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Philani Dladla – The Pavement Bookworm (@BookVsDruggs) – Shares His Story with @TEDxJoburg: fb.me/1n10zxz3E

Sunday Read: What the Mars500 Expedition Team Read During Their Year and a Half in Isolation

The Mars500 expedition was a simulated trip to Mars that saw six men living in isolation for a year and a half from June 2010 to November 2011. After eight months of simulated flight they got to explore “Mars”, a corrugated steel shack complete with a strand of red café lights, before returning to the ship for the trip home.

One Hundred Years of SolitudeLove in the Time of CholeraStrange PilgrimsChronicle of a Death ForetoldMemories of My Melancholy WhoresNews of a Kidnapping

Sally McGrane from The New Yorker caught up with them recently to find out what books they had taken with them. Alexander Smoleevskiy, a Russian researcher, optimistically took War and Peace to read on the expedition, but found that he couldn’t get into it and so read a medical textbook instead. Diego Urbina, an Italian space engineer, took the collected works of Gabriel García Márquez.

Urbina told McGrane that Márquez’s writing helped him to cope with the difficulties of the expedition and that The Story of a Shipwrecked Sailor particularly impacted on him: “I was reading that at night, everything was silent, I was alone in my three-metre-by-three-metre cabin. It became completely real for me, I could feel myself in the boat, waiting for the sharks and the coast to appear on the horizon.”

Living to Tell the TaleCollected StoriesIn Evil HourThe Autumn of the PatriarchWar and Peace

Urbina took advantage of the extended periods of free time on the expedition to read, finishing 27 books in total. “In the end, what you are doing, it’s really cold, really repetitive. You need to stay in touch with your humanity. Books are a really good tool for that”, he said.

So, if you’re behind on your reading and don’t mind spending months in isolation then you can join these South Africans and apply to be one of the first people to set foot on Mars. The Mars One expedition aims to create a human settlement on Mars with the first batch leaving Earth in 2023.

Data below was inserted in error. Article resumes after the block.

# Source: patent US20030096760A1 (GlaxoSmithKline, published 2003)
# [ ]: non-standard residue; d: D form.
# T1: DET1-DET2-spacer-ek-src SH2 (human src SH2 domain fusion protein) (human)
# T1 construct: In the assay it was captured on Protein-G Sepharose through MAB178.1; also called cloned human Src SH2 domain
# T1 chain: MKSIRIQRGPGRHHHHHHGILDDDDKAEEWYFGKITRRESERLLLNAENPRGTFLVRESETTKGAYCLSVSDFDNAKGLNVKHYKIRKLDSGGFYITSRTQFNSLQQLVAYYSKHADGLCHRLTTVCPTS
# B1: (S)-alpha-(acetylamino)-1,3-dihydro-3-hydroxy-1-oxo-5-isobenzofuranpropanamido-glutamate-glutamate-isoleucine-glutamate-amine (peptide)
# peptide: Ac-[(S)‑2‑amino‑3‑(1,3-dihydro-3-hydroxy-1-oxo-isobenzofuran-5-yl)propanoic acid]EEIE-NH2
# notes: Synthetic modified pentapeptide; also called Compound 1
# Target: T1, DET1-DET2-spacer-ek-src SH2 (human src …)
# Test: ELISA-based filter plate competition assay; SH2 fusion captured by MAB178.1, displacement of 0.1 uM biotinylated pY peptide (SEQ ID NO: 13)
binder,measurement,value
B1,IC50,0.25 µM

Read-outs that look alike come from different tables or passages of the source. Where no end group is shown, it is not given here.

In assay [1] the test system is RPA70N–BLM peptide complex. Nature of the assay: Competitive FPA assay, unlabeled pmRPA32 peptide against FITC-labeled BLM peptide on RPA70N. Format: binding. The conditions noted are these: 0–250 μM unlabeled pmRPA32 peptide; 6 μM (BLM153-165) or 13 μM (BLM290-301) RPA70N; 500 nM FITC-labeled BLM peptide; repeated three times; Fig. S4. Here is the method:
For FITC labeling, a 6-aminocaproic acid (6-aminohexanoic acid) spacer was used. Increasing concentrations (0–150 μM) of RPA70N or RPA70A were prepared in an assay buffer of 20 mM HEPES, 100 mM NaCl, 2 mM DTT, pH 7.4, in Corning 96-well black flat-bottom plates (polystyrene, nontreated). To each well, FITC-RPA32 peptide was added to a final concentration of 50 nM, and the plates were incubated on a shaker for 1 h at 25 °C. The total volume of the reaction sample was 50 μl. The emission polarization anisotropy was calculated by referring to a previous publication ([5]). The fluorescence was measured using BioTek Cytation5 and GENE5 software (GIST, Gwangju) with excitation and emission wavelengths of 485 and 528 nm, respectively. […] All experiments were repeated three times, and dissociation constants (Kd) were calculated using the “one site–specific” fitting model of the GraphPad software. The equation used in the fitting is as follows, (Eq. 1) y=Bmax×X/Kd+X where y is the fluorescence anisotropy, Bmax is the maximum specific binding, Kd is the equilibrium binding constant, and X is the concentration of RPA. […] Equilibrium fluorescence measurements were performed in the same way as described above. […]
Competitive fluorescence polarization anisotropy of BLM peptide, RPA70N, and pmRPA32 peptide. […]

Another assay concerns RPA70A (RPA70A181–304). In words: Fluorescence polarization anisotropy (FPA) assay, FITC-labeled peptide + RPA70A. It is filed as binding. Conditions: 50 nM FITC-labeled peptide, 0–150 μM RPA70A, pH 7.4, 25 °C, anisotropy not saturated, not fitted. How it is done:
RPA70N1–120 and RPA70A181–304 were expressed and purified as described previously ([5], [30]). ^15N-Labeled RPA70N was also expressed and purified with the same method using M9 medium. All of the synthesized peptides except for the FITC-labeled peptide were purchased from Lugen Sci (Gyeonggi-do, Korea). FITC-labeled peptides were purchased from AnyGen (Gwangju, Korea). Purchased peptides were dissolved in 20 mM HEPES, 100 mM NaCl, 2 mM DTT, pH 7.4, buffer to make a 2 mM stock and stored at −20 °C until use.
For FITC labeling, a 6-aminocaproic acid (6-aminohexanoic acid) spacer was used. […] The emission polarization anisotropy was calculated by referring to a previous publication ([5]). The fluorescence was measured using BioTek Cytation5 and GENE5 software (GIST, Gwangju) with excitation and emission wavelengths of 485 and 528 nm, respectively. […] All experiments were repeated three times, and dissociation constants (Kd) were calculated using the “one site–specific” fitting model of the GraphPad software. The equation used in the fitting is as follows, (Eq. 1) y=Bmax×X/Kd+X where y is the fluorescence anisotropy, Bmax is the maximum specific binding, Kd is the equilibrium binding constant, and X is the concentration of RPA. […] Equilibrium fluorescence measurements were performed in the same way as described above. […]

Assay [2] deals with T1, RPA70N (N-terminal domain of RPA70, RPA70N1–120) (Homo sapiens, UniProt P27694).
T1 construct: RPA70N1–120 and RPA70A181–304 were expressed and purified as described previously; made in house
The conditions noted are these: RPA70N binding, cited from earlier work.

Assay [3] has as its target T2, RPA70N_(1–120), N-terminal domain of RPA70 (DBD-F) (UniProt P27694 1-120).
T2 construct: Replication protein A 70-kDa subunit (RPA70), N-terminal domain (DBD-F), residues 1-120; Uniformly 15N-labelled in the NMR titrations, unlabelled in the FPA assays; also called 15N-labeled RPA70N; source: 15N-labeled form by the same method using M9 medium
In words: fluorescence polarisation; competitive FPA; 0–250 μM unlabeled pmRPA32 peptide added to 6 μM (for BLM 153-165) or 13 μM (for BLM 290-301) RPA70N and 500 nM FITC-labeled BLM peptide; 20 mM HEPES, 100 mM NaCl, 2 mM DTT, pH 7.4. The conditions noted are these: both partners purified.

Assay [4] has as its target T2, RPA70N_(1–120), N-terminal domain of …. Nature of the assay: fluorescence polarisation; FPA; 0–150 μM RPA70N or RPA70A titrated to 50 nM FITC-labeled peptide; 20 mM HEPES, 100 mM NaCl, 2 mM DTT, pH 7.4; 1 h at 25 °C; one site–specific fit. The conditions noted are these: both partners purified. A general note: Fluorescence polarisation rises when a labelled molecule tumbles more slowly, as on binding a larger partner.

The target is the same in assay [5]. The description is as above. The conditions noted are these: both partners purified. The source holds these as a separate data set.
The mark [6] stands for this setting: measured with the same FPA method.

Read McGrane’s article:

On June 3, 2010, six men filed through the weedy, Soviet-era campus of the Institute of Biomedical Problems, in Moscow. They made their way past friends, family, scientists, well-wishers and a bronze-toned, gigantic statue of the astronaut Yuri Gagarin before entering a vaulted hall that contained a mock-up of the type of spacecraft that could one day ferry humans to Mars. The men climbed aboard. Behind them, the hatch sealed shut. They didn’t come out for a year and a half.

The Mars500 expedition was the world’s first full-length test of what it would be like for astronauts to travel to and from Mars, which is much farther from Earth than the moon. For five hundred and twenty days, the international crew—three members came from the Russian space agency, two from the European space agency, and one from the Chinese space agency—lived as if they were in flight, eating Russian space food, moving through the capsule’s diminutive rooms via tube-shaped metal hallways, performing scientific experiments to see what was happening to their bodies and their minds, sometimes losing contact with mission control, and only occasionally getting word from their families.

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Image courtesy Worldwide News

 

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